You are also following those who argued that I'm obviously not a parent because I believe it immoral to kill to save a child, and those who argued that I am immoral because I wouldn't kill another to save my sweetie.

So, I've learned something truly frightening in this thread: there are actually fans on this board who believe that it is perfectly reasonable and moral to kill an innocent person to save someone you love.

That's totally mind-boggling.

ETA: Either that, or you're all simply running out of arguments to justify your belief that St Kathryn of Voyager never makes a mistake or never makes a difficult call that even she might not completely agree with.
No, what is completely mind boggling here is your lack of understanding the basis of this problem, so I will say it loud and clear. Tuvix is not the donor in this case he is the recipient, and according to US law upheld by the Supreme Court you cannot coerce someone into giving up a part of his body. You cannot even harvest organs from a corpse without permission. The autonomy of the individual's body extend past death even.

Tuvix is a thief and therefore isn't entitled to the possession or use of what he has stolen, no matter how he come by it. He was not a thief until that moment when he decided to keep what he found.

Apparently it is ok to dehumanize Tuvok and Neelix, in favor of Tuvix, that is hardly the argument anyway. The argument is who actually owns the property, and while that may seem unsavory to some of you, it is the only fact that can come into play. Bottom line, we are talking about properity. Tuvok and Neelix are entitled to their own bodies, in the same way Kes is entitled to her lung, so yes she could in certain circumstances ask for it back. She contracted to give that lung to Neelix not to Tuvix, and if you change the contract it becomes null and void.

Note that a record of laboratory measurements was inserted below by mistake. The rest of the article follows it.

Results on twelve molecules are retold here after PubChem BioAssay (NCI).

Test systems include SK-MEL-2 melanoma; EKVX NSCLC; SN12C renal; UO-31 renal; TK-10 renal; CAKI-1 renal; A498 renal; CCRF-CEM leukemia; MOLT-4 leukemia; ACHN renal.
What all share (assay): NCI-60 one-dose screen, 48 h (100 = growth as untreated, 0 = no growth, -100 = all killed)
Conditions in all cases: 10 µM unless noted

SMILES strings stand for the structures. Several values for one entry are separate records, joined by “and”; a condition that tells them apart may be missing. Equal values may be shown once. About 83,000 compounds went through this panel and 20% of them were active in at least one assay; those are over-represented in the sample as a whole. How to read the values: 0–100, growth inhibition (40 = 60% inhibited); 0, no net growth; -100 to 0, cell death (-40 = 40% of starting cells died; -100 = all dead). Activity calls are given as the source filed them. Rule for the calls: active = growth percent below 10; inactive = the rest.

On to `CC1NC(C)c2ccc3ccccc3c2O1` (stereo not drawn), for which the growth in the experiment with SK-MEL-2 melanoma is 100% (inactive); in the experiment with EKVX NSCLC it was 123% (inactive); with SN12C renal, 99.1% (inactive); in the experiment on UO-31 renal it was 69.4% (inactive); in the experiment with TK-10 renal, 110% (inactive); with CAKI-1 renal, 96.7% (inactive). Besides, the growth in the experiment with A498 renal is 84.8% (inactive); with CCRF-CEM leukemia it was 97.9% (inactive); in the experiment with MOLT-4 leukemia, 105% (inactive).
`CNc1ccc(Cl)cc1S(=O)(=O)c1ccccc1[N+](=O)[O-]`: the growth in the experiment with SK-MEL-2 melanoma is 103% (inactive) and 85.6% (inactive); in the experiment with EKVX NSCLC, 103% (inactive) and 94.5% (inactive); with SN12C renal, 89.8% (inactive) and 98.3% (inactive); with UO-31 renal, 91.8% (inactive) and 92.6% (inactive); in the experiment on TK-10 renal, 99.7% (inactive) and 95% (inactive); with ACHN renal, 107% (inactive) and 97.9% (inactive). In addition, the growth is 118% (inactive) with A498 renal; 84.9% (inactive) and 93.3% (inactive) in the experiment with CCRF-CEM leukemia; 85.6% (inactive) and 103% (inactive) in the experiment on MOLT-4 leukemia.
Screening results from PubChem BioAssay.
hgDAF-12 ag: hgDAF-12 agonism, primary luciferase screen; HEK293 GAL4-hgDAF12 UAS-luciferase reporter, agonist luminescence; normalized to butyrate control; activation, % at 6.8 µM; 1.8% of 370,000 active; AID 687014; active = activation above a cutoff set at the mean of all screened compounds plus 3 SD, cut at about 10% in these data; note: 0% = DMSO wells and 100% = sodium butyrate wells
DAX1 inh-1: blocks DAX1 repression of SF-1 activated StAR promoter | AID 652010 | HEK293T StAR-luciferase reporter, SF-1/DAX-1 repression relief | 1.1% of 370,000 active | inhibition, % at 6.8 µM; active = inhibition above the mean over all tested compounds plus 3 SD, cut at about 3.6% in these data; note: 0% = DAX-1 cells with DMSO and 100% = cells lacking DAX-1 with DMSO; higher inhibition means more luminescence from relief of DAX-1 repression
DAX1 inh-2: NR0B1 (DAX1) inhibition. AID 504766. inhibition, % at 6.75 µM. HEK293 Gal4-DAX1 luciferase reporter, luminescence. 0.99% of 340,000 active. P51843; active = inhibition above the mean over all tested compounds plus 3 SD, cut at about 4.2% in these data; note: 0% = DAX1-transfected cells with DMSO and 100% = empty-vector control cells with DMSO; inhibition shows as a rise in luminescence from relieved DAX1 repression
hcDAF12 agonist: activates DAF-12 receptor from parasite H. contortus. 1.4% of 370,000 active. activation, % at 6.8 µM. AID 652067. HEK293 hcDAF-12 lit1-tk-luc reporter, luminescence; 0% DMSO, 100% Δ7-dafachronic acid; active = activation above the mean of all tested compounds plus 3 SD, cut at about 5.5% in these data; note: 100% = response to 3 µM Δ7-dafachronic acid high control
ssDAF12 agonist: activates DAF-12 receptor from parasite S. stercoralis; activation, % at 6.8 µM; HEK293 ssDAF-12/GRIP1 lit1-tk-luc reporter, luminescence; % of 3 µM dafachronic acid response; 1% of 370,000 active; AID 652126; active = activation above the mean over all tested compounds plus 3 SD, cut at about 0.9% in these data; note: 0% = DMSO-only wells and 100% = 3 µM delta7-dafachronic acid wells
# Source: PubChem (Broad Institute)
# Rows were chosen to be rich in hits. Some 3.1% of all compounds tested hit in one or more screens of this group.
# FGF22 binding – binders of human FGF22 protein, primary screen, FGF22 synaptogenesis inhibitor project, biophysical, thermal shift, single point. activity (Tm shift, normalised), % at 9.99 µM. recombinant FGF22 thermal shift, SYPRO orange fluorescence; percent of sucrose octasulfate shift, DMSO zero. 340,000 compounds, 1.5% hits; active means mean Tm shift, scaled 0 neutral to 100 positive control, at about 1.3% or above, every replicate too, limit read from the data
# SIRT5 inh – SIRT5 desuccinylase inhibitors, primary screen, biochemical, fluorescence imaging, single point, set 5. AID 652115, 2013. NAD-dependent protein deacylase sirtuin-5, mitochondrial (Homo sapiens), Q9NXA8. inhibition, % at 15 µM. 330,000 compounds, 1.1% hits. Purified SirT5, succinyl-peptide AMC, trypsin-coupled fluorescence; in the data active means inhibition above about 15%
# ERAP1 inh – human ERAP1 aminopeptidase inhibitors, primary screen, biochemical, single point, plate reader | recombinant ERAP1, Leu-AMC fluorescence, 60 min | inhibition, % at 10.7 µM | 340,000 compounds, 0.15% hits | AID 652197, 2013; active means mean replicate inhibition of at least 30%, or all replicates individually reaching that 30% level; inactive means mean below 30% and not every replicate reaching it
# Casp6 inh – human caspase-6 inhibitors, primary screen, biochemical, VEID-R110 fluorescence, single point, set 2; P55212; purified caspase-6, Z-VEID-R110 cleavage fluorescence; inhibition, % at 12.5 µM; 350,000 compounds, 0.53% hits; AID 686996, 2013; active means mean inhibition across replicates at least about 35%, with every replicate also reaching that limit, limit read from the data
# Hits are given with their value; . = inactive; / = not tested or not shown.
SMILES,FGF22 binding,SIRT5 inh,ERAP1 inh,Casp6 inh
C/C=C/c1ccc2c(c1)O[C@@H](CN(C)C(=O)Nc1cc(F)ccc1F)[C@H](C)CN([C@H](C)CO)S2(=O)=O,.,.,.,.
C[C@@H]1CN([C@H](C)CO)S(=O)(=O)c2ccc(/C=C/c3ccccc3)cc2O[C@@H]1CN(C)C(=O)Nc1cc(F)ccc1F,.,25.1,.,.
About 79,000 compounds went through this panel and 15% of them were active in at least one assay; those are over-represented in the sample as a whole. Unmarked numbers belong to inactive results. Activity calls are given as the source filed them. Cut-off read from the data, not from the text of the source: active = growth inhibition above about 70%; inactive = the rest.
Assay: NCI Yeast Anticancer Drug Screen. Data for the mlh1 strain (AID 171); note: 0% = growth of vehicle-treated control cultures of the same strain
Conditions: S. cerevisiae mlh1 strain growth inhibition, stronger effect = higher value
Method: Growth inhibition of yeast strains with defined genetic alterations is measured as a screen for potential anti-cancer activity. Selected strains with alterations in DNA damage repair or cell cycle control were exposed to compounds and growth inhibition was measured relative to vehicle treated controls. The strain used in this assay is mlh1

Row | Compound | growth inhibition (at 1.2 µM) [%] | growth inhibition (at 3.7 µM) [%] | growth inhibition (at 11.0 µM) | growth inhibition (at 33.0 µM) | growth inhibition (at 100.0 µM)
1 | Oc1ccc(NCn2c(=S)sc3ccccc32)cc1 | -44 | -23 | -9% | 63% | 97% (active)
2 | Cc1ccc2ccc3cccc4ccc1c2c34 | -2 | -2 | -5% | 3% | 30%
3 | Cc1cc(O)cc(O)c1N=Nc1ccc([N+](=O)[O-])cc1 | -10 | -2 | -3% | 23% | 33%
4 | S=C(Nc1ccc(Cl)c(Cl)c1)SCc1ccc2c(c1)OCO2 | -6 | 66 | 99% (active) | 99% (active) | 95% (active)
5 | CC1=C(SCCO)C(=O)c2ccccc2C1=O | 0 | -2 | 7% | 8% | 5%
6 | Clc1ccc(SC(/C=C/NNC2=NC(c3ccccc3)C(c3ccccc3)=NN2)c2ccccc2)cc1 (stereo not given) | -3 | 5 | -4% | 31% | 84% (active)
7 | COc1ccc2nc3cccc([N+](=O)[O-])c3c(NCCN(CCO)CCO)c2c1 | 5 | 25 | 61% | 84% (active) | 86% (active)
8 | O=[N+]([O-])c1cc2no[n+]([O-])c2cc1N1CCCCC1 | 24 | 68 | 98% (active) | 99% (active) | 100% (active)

This is the most convoluted logic I've heard in a long, long, long time.

By your reasoning, the folks who donated their son's organs to my sweetie and five other people, could have come back 2 years later and said, "oh, we've decided we don't like that hippie guy who got one of the kidneys, so we're going to take it back."